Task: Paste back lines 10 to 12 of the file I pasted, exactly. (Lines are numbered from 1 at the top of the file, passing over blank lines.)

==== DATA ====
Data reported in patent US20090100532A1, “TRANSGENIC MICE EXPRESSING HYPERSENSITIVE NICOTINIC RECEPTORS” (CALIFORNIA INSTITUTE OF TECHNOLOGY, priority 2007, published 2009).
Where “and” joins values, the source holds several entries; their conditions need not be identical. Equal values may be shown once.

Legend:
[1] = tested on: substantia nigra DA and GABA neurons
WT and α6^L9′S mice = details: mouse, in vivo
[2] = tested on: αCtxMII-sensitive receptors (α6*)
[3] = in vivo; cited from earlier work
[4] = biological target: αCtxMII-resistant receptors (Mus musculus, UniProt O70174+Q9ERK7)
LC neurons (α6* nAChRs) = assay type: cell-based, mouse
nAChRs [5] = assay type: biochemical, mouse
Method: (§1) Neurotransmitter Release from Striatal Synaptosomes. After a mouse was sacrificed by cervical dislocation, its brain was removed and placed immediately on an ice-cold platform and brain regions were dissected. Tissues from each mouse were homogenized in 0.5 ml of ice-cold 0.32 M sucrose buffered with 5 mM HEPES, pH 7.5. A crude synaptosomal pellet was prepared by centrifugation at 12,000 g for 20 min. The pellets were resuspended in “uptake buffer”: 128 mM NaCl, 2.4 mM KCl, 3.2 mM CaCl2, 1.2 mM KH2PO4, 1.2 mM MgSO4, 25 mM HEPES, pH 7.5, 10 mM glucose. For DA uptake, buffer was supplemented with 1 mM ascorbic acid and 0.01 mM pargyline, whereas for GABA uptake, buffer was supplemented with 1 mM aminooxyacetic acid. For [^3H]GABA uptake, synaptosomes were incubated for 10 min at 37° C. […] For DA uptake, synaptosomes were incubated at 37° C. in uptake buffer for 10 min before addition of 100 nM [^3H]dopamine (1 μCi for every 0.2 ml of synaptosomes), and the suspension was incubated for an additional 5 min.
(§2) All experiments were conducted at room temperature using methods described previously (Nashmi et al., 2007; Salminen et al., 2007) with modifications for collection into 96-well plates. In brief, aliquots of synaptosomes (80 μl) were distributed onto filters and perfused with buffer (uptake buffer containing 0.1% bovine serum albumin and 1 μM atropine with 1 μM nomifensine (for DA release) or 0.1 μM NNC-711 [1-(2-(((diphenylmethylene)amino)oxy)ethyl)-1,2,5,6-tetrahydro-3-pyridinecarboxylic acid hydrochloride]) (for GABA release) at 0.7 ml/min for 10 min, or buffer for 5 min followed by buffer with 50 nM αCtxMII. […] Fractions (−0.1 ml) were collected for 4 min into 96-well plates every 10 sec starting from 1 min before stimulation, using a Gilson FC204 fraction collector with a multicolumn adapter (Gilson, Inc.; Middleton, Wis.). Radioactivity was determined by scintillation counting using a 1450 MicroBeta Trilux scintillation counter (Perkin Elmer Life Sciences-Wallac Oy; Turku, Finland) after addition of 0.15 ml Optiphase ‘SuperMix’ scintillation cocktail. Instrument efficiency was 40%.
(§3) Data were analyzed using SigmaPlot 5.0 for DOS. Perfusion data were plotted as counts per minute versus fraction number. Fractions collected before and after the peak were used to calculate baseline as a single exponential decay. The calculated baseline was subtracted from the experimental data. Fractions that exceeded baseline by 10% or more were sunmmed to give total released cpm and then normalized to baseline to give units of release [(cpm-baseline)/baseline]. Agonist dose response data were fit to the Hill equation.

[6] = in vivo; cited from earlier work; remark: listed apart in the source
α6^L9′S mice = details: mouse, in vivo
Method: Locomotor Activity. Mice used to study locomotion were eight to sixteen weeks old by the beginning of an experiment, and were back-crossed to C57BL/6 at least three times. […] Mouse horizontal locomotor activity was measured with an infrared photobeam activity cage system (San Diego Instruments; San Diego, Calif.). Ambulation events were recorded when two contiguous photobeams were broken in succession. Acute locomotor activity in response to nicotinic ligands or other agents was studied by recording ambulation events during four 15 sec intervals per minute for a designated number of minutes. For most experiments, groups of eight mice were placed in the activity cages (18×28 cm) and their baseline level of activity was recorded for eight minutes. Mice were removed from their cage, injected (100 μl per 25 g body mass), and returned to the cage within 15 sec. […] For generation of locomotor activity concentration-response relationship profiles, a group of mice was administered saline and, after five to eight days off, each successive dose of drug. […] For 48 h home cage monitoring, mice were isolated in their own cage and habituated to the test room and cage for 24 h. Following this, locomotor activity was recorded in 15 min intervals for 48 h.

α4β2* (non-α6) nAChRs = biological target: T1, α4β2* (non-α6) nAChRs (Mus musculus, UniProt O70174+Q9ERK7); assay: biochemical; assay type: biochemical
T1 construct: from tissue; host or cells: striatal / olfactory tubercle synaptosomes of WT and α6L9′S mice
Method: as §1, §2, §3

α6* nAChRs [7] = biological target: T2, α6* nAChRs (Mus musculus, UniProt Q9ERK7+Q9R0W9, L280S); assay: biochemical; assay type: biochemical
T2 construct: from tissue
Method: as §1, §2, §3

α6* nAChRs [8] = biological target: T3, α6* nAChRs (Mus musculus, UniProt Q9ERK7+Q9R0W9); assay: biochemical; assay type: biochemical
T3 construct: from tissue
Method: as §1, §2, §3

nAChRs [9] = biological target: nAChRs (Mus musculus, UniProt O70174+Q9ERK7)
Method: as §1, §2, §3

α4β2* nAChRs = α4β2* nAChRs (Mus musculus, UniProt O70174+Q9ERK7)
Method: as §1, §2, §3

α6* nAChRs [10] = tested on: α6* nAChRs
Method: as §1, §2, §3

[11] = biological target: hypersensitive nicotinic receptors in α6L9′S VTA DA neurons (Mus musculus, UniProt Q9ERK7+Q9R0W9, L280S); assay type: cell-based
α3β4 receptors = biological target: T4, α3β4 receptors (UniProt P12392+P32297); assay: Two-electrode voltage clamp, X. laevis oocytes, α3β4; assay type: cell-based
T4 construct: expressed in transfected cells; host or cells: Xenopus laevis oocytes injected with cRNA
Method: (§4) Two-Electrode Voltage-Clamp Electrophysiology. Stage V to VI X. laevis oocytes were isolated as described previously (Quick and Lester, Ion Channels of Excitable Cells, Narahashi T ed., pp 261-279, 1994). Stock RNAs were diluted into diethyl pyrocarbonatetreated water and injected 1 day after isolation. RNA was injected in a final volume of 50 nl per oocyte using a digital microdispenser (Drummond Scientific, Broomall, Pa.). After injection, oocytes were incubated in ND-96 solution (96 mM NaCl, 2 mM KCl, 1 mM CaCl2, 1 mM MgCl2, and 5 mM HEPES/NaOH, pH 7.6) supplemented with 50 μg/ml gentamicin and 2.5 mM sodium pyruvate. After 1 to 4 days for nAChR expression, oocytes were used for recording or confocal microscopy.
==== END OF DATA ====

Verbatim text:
nAChRs [5] = assay type: biochemical, mouse
Method: (§1) Neurotransmitter Release from Striatal Synaptosomes. After a mouse was sacrificed by cervical dislocation, its brain was removed and placed immediately on an ice-cold platform and brain regions were dissected. Tissues from each mouse were homogenized in 0.5 ml of ice-cold 0.32 M sucrose buffered with 5 mM HEPES, pH 7.5. A crude synaptosomal pellet was prepared by centrifugation at 12,000 g for 20 min. The pellets were resuspended in “uptake buffer”: 128 mM NaCl, 2.4 mM KCl, 3.2 mM CaCl2, 1.2 mM KH2PO4, 1.2 mM MgSO4, 25 mM HEPES, pH 7.5, 10 mM glucose. For DA uptake, buffer was supplemented with 1 mM ascorbic acid and 0.01 mM pargyline, whereas for GABA uptake, buffer was supplemented with 1 mM aminooxyacetic acid. For [^3H]GABA uptake, synaptosomes were incubated for 10 min at 37° C. […] For DA uptake, synaptosomes were incubated at 37° C. in uptake buffer for 10 min before addition of 100 nM [^3H]dopamine (1 μCi for every 0.2 ml of synaptosomes), and the suspension was incubated for an additional 5 min.
(§2) All experiments were conducted at room temperature using methods described previously (Nashmi et al., 2007; Salminen et al., 2007) with modifications for collection into 96-well plates. In brief, aliquots of synaptosomes (80 μl) were distributed onto filters and perfused with buffer (uptake buffer containing 0.1% bovine serum albumin and 1 μM atropine with 1 μM nomifensine (for DA release) or 0.1 μM NNC-711 [1-(2-(((diphenylmethylene)amino)oxy)ethyl)-1,2,5,6-tetrahydro-3-pyridinecarboxylic acid hydrochloride]) (for GABA release) at 0.7 ml/min for 10 min, or buffer for 5 min followed by buffer with 50 nM αCtxMII. […] Fractions (−0.1 ml) were collected for 4 min into 96-well plates every 10 sec starting from 1 min before stimulation, using a Gilson FC204 fraction collector with a multicolumn adapter (Gilson, Inc.; Middleton, Wis.). Radioactivity was determined by scintillation counting using a 1450 MicroBeta Trilux scintillation counter (Perkin Elmer Life Sciences-Wallac Oy; Turku, Finland) after addition of 0.15 ml Optiphase ‘SuperMix’ scintillation cocktail. Instrument efficiency was 40%.